The defendant admits that the letters did not meet these requirements of the Provider Reimbursement Manual, but contends that, because “the interpretive provisions of the PRM do not have the force and effect of law and are not accorded that weight in the adjudicatory process[, ]” Defendant’s Motion at 30 (citation and internal quotation marks omitted), [8] it is within the defendant’s discretion “instead to focus on whether the basic requirement of fair notice had been satisfied.” No authority is cited in support of this contention, which does not necessarily follow from the stated premise.

The defendant’s Provider Reimbursement Review Board found that notices of reopening issued between June 3, 2003 and September 27, 2004, all of which included the language quoted above, did not satisfy the requirements of 42 C.F.R. § 405.1887 “or the program instructions at CMS Pub. 15-1 § 2932(A)[, ]” and that the notices therefore were not proper, resulting in a finding that the reopening adjustments made to cost reports subject to those notices were improper. Record at 62, 65.[9] The Board rejected the arguments that are made here by the defendant. Compare Defendant’s Motion at 30-32 with Record at 62-63.

The CMS Administrator decided to review the Board’s decision and reversed the finding that the specified notices of reopening were fatally deficient, stating only that “the notices were sufficient to notify the Providers as to the nature of the reopenings, the Providers were given ample opportunity to submit additional evidence and arguments, and Providers were on notice as to the basis for the revisions for the issued revised NPRs.” Record at 25. If an agency’s “overt failure to follow the terms of its own policy” is substantial evidence that it acted unreasonably and in bad faith, Massey v. Farmers Ins. Group, 986 F.2d 1428 (table), 1993 WL 34770, at *6-*7 (10th Cir. Feb. 9, 1993), then it certainly can serve to invalidate an act that deviates substantially from that policy, as is the case here. The Administrator’s reversal of the Board on this issue bears the hallmark of arbitrary and capricious self-interest.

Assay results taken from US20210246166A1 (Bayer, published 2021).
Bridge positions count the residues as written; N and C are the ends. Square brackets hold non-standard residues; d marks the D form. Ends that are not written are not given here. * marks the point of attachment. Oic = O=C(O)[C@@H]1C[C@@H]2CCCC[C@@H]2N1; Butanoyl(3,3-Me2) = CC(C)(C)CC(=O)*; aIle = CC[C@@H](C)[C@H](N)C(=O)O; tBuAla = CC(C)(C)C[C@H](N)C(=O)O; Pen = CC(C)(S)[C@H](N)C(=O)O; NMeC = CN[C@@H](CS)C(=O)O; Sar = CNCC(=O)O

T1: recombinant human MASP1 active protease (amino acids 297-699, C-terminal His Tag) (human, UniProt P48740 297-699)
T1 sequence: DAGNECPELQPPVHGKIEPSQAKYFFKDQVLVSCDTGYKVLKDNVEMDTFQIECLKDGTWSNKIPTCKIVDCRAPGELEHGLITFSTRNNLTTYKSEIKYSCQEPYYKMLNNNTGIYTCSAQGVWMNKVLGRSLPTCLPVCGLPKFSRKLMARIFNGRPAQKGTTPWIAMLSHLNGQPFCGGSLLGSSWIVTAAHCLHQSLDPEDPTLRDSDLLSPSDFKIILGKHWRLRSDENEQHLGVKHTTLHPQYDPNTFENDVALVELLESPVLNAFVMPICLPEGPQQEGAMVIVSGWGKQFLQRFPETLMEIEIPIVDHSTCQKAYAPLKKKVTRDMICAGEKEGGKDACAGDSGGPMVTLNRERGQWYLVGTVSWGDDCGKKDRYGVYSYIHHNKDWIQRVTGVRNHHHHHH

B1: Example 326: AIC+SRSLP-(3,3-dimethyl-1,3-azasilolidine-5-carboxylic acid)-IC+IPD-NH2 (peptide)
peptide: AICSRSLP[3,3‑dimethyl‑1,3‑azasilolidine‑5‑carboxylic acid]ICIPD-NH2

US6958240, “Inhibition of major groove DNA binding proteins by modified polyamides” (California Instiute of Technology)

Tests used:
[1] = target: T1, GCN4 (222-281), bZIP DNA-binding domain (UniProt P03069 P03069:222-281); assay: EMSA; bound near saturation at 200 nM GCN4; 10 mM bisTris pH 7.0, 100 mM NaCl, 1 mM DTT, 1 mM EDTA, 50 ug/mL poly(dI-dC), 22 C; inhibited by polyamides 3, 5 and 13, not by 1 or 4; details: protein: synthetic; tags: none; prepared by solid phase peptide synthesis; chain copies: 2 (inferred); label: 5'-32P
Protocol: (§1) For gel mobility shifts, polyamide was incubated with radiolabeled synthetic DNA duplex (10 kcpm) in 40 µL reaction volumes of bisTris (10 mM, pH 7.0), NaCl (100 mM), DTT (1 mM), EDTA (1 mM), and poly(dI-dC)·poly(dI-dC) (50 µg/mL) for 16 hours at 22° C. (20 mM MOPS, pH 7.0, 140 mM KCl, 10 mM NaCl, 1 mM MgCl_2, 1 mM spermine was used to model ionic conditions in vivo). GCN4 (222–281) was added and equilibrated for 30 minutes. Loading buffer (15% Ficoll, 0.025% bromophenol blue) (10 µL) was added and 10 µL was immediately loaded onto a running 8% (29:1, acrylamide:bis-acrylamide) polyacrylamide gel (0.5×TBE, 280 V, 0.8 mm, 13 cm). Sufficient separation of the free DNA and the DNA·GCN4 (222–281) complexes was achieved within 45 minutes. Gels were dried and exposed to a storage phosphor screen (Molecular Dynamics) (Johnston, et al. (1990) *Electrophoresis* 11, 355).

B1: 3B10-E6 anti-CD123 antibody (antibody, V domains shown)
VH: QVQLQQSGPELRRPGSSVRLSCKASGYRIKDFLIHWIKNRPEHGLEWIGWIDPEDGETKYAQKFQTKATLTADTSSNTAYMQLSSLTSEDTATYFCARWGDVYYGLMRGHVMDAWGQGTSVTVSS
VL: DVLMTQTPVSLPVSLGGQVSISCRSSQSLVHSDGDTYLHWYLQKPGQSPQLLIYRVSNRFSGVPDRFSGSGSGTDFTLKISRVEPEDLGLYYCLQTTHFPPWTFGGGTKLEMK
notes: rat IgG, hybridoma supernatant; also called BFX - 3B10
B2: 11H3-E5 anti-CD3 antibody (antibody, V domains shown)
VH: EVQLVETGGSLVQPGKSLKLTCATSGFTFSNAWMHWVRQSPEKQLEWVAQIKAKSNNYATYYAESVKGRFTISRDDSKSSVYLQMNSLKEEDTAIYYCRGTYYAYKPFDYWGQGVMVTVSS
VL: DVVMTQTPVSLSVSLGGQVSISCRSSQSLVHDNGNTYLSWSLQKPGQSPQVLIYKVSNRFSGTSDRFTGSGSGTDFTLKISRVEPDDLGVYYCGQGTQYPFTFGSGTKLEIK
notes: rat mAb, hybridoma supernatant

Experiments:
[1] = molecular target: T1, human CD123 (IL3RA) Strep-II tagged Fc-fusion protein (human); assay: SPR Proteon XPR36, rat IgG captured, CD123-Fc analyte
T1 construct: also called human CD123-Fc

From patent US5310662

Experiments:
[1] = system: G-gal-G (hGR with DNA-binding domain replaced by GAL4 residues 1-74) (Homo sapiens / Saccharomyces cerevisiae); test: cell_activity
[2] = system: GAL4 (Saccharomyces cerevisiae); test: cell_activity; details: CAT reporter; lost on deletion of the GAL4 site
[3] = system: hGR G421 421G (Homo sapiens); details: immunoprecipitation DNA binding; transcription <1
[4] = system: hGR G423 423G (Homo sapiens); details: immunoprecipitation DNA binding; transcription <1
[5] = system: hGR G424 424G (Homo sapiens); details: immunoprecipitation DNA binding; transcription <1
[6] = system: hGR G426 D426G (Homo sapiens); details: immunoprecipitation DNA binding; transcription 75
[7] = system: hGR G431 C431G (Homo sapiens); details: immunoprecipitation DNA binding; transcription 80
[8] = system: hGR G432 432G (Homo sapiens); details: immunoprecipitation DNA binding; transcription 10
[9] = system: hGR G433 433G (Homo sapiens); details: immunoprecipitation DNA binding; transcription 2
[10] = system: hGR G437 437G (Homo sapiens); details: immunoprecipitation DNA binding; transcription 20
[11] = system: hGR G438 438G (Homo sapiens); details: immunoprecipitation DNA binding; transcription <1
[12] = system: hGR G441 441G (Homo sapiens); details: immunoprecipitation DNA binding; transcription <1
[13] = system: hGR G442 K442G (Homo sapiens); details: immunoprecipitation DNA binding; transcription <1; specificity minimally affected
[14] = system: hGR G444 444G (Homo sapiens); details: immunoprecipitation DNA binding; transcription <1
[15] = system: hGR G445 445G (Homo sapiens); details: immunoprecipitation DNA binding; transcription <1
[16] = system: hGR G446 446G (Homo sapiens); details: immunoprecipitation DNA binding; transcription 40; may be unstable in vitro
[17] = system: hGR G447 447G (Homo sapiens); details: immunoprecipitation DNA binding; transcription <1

2. Premature Notice

The plaintiffs also contend that, because the Fiscal Intermediary “specifically instructed the Plaintiffs to claim the non-SSI Type 6 Days[, ]” the reopenings were not “permissive, ” which would invoke 42 C.F.R. § 405.1885(a), but rather were “mandatory” under 42 C.F.R. § 405.1885(b), requiring that CMS explicitly direct the Fiscal Intermediary to reopen the determinations at issue, which was not done in this case. Plaintiffs’ Motion at 30-31. If the reopenings were “mandatory, ” the plaintiffs assert, notice could not be provided before May 6, 2005. The plaintiffs’ brief discussion of this issue does not convince me that their reliance on the Fiscal Intermediary’s advice requires reopening only under 42 C.F.R. § 405.1885(b).